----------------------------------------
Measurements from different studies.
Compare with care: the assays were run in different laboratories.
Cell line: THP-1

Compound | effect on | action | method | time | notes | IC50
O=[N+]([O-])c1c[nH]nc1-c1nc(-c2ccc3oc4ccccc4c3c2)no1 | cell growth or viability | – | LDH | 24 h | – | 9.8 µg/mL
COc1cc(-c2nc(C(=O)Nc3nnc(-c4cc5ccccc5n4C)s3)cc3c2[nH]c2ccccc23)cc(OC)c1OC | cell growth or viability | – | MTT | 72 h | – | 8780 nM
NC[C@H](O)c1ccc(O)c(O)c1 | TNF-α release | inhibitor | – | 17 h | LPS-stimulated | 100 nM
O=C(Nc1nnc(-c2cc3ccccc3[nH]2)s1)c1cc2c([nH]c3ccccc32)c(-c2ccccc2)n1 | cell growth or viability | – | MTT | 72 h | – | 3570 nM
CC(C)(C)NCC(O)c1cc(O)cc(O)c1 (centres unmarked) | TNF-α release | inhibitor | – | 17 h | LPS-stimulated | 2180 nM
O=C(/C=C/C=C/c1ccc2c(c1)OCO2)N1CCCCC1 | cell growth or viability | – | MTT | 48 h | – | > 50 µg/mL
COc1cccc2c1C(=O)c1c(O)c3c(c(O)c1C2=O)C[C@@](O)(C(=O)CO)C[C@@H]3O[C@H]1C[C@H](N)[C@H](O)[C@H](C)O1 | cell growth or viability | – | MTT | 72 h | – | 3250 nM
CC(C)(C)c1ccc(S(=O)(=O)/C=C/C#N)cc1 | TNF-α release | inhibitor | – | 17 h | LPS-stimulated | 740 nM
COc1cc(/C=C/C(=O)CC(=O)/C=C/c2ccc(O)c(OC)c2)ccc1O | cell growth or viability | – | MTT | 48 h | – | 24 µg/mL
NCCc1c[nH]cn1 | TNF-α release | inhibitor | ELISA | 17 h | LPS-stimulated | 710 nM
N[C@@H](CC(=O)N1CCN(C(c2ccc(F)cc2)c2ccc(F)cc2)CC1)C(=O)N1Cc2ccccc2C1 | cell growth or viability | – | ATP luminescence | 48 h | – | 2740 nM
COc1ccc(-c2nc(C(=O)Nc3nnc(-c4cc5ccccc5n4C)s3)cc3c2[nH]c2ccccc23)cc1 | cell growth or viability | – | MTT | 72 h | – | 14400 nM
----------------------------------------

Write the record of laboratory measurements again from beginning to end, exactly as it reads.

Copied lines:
Measurements from different studies.
Compare with care: the assays were run in different laboratories.
Cell line: THP-1

Compound | effect on | action | method | time | notes | IC50
O=[N+]([O-])c1c[nH]nc1-c1nc(-c2ccc3oc4ccccc4c3c2)no1 | cell growth or viability | – | LDH | 24 h | – | 9.8 µg/mL
COc1cc(-c2nc(C(=O)Nc3nnc(-c4cc5ccccc5n4C)s3)cc3c2[nH]c2ccccc23)cc(OC)c1OC | cell growth or viability | – | MTT | 72 h | – | 8780 nM
NC[C@H](O)c1ccc(O)c(O)c1 | TNF-α release | inhibitor | – | 17 h | LPS-stimulated | 100 nM
O=C(Nc1nnc(-c2cc3ccccc3[nH]2)s1)c1cc2c([nH]c3ccccc32)c(-c2ccccc2)n1 | cell growth or viability | – | MTT | 72 h | – | 3570 nM
CC(C)(C)NCC(O)c1cc(O)cc(O)c1 (centres unmarked) | TNF-α release | inhibitor | – | 17 h | LPS-stimulated | 2180 nM
O=C(/C=C/C=C/c1ccc2c(c1)OCO2)N1CCCCC1 | cell growth or viability | – | MTT | 48 h | – | > 50 µg/mL
COc1cccc2c1C(=O)c1c(O)c3c(c(O)c1C2=O)C[C@@](O)(C(=O)CO)C[C@@H]3O[C@H]1C[C@H](N)[C@H](O)[C@H](C)O1 | cell growth or viability | – | MTT | 72 h | – | 3250 nM
CC(C)(C)c1ccc(S(=O)(=O)/C=C/C#N)cc1 | TNF-α release | inhibitor | – | 17 h | LPS-stimulated | 740 nM
COc1cc(/C=C/C(=O)CC(=O)/C=C/c2ccc(O)c(OC)c2)ccc1O | cell growth or viability | – | MTT | 48 h | – | 24 µg/mL
NCCc1c[nH]cn1 | TNF-α release | inhibitor | ELISA | 17 h | LPS-stimulated | 710 nM
N[C@@H](CC(=O)N1CCN(C(c2ccc(F)cc2)c2ccc(F)cc2)CC1)C(=O)N1Cc2ccccc2C1 | cell growth or viability | – | ATP luminescence | 48 h | – | 2740 nM
COc1ccc(-c2nc(C(=O)Nc3nnc(-c4cc5ccccc5n4C)s3)cc3c2[nH]c2ccccc23)cc1 | cell growth or viability | – | MTT | 72 h | – | 14400 nM